Just about everyone in Parenthood spends “The Enchanting Mr. Knight” trying to move on. In fact, just about everyone in Parenthood spends most episodes of the show trying to move on — from bad break-ups, unrequited crushes, car accidents, health problems, and everything else you can think of. This theme is what can make Parenthood feel so realistic at times: we tend to spend an awful lot of our lives preoccupied with the past and trying to move forward, and we sometimes fail. It can also go the opposite route and make the show too heavy-handed but last night’s episode had a good balance.
The Parenthood family is so big so the best way to tackle these episodes is to break them down by Braverman. First up comes the least-engaging storyline of the week: Crosby’s still being a brat about his parents’ house because he can’t move on from his childhood memories there. After last week’s conversation with Zeek, Crosby felt like Camille was pushing Zeek to sell the house so he took it out on her. Crosby can often be a jerk but he was especially bad last night so it was great to see Camille shut him up. He’s selfish and she explicitly tells him that, and he finally gets it through his head that maybe he should stop getting involved in his parents’ private affairs. He grew up in the house, but it isn’t his, and while it’s fine that he has strong nostalgic feelings for it, it’s wrong that he’s going in between his parents and causing a riff in their relationship.
Next up: Sarah Braverman. Her new relationship with Carl is going well. So well, in fact, that he invites her on a trip to Africa and she agrees to go. This is short-lived because of — who else? — Hank. I was dreading this story because of the boring love triangle plots that this show is so fond of but Hank didn’t ask her to stay because he loves her, and she didn’t agree to stay because she suddenly realized she’s still into him. Rather, he calls her out on how she tends to give up good things in her life, such as her budding career, for a guy. It is a frustrating character trait of hers so I was happy to see her decline Carl’s invitation (and so happy that he didn’t get angry!) to hang out with Hank in a truly platonic way.
Julia is having opposite luck in her love life as she tries to move on from Joel (while, of course, still missing him). Once again, we focus on her separation (and according to previews, we’re in for the same thing next week). I don’t know why this storyline has been rubbing me the wrong way — the way the characters are written, perhaps? — and I do feel weird that I am so annoyed by the unhappiness of two fictional characters but it’s been going on forever! And it barely goes anywhere! Ed, the man Julia kissed, returned tonight though so that added a little to the episode. He’s a complicated guy and sometimes it’s not clear how the show wants us to feel about him but it was nice to see him explain to Julia that he’s not the sole reason why her marriage is failing. There were problems between Joel and Julia long before Ed came along — otherwise, Julia wouldn’t have formed that emotional bond with Ed or kissed him. She was clearly looking for something else and Ed just helped her along. The episode ends with her giving in and bringing over dinner to his house. It’s a nice little ending, and it doesn’t seem like the show will push them together but rather have them help each other out, so that’s a definite plus.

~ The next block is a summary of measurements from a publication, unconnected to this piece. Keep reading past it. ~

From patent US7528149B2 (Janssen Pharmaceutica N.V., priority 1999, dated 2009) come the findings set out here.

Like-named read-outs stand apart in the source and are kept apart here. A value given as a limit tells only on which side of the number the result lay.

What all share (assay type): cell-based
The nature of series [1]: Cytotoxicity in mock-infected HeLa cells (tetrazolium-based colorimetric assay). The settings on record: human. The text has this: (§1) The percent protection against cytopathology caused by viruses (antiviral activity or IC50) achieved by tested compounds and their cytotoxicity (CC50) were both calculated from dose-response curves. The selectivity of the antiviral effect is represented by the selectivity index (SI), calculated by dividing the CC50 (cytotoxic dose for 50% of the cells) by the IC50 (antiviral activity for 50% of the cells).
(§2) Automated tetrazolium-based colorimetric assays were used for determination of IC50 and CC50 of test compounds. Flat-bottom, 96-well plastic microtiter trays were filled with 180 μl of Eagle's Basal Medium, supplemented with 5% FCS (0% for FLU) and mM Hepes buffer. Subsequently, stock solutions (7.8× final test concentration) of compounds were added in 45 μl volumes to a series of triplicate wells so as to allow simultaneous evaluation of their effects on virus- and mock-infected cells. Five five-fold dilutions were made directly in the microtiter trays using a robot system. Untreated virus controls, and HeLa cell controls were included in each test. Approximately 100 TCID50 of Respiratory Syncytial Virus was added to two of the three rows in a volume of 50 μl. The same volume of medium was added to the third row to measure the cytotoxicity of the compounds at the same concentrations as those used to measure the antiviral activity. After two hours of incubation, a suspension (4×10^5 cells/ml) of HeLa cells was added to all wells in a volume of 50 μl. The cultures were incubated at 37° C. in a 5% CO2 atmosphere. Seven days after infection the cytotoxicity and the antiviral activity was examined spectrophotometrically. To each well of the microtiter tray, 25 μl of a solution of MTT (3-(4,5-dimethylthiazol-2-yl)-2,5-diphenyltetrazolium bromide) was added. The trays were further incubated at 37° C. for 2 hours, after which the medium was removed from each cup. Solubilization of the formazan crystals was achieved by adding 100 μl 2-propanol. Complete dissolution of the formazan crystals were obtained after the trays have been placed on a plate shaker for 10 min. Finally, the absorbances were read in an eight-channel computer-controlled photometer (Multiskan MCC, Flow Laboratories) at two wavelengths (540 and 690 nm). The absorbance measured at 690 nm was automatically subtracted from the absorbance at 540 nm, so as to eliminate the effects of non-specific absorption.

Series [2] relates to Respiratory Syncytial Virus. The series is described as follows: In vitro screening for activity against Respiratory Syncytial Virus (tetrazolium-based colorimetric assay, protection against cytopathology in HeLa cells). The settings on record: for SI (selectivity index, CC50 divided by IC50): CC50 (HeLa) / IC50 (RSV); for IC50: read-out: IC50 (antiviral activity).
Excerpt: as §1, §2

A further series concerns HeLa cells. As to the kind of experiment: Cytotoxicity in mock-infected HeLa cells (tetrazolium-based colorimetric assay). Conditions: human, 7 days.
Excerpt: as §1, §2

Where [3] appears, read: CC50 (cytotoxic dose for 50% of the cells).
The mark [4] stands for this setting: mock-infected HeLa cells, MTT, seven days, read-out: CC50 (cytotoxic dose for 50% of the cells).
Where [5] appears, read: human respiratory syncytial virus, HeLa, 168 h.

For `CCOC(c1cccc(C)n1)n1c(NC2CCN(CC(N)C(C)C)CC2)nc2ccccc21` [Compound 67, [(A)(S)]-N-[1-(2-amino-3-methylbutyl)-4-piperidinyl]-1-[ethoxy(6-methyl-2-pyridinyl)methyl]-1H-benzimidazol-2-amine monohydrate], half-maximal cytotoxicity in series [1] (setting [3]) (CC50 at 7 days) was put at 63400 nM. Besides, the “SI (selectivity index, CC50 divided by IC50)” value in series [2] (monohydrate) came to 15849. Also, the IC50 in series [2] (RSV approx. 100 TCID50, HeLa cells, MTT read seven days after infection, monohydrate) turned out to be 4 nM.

Kristina and Adam have a pretty light night. She goes to the doctor for a checkup and learns that she’s still healthy and cancer-free (great news for Kristina and great news for Parenthood that they aren’t bringing that whole mess back). Now she has time to just up and start a charter school! They meet the titular enchanting Mr. Knight, played by the equally enchanting Zachary Knighton (Happy Endings), who has a philosophy about children not sitting in chairs or something weird and new age-y that makes Kristina totally fall for him — and realize that he’s the perfect person to help him out with this endeavor. I’m not invested in this at all — just as I was never invested in Kristina’s mayoral race — but I’ll give it a chance because it means Knighton will be on my television a bit more.
Finally we have Amber and Drew, my two favorite little Bravermans. The “we need to move on” theme is especially explicit with these two. Amber has had both the most engaging and most devastating arc this season; her fiance left to go reenlist and it was absolutely heartbreaking (as a rule: when Amber cries, I cry). Meanwhile, Drew is wallowing after his non-break-up break-up. Amber forces him out of the dorm room and into a frat party where they both pinky promise to make out with new people that night (Amber is definitely the friend you want after a bad break-up). Both fail — Drew is trying to make up with Natalie, who doesn’t seem to want anything to do with him and Amber strikes out, only to be kissed by Drew’s young and off-putting roommate. It didn’t really go anywhere special but it didn’t have to. I’m just glad Amber is relatively happy again and glad to see how much these siblings care about each other.